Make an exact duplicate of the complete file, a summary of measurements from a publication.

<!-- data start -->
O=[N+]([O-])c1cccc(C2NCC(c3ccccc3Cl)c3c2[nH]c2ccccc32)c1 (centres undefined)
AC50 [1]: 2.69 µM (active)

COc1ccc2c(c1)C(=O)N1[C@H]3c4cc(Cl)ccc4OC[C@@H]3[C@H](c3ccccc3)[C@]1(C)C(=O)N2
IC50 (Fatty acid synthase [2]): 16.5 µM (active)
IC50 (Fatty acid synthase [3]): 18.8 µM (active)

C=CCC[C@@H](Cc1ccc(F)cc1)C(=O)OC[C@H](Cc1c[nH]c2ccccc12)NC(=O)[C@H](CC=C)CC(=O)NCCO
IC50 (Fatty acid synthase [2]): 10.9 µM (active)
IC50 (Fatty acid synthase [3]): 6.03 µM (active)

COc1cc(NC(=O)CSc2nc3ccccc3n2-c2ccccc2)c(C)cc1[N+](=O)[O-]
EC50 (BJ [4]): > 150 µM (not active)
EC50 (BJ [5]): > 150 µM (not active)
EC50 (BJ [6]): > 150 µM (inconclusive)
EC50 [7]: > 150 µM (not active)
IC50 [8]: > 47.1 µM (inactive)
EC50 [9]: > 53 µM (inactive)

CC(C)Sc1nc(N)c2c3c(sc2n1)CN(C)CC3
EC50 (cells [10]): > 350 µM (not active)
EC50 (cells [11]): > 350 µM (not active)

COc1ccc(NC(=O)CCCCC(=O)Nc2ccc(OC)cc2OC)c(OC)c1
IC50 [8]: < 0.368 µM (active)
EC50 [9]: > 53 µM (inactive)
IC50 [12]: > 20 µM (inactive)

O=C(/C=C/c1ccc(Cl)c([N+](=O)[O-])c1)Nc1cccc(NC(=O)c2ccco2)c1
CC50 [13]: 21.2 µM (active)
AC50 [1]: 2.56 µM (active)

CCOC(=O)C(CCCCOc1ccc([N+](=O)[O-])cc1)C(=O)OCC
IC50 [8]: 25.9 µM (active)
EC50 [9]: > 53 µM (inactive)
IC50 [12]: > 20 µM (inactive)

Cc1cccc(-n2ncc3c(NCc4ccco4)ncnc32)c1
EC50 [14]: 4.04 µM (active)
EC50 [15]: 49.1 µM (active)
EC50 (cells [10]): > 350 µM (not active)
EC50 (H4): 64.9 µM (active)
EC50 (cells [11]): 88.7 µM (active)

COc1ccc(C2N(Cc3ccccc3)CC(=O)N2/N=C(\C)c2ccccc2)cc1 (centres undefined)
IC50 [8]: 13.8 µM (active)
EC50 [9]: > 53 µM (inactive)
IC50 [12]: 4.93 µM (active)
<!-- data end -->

O=[N+]([O-])c1cccc(C2NCC(c3ccccc3Cl)c3c2[nH]c2ccccc32)c1 (centres undefined)
AC50 [1]: 2.69 µM (active)

COc1ccc2c(c1)C(=O)N1[C@H]3c4cc(Cl)ccc4OC[C@@H]3[C@H](c3ccccc3)[C@]1(C)C(=O)N2
IC50 (Fatty acid synthase [2]): 16.5 µM (active)
IC50 (Fatty acid synthase [3]): 18.8 µM (active)

C=CCC[C@@H](Cc1ccc(F)cc1)C(=O)OC[C@H](Cc1c[nH]c2ccccc12)NC(=O)[C@H](CC=C)CC(=O)NCCO
IC50 (Fatty acid synthase [2]): 10.9 µM (active)
IC50 (Fatty acid synthase [3]): 6.03 µM (active)

COc1cc(NC(=O)CSc2nc3ccccc3n2-c2ccccc2)c(C)cc1[N+](=O)[O-]
EC50 (BJ [4]): > 150 µM (not active)
EC50 (BJ [5]): > 150 µM (not active)
EC50 (BJ [6]): > 150 µM (inconclusive)
EC50 [7]: > 150 µM (not active)
IC50 [8]: > 47.1 µM (inactive)
EC50 [9]: > 53 µM (inactive)

CC(C)Sc1nc(N)c2c3c(sc2n1)CN(C)CC3
EC50 (cells [10]): > 350 µM (not active)
EC50 (cells [11]): > 350 µM (not active)

COc1ccc(NC(=O)CCCCC(=O)Nc2ccc(OC)cc2OC)c(OC)c1
IC50 [8]: < 0.368 µM (active)
EC50 [9]: > 53 µM (inactive)
IC50 [12]: > 20 µM (inactive)

O=C(/C=C/c1ccc(Cl)c([N+](=O)[O-])c1)Nc1cccc(NC(=O)c2ccco2)c1
CC50 [13]: 21.2 µM (active)
AC50 [1]: 2.56 µM (active)

CCOC(=O)C(CCCCOc1ccc([N+](=O)[O-])cc1)C(=O)OCC
IC50 [8]: 25.9 µM (active)
EC50 [9]: > 53 µM (inactive)
IC50 [12]: > 20 µM (inactive)

Cc1cccc(-n2ncc3c(NCc4ccco4)ncnc32)c1
EC50 [14]: 4.04 µM (active)
EC50 [15]: 49.1 µM (active)
EC50 (cells [10]): > 350 µM (not active)
EC50 (H4): 64.9 µM (active)
EC50 (cells [11]): 88.7 µM (active)

COc1ccc(C2N(Cc3ccccc3)CC(=O)N2/N=C(\C)c2ccccc2)cc1 (centres undefined)
IC50 [8]: 13.8 µM (active)
EC50 [9]: > 53 µM (inactive)
IC50 [12]: 4.93 µM (active)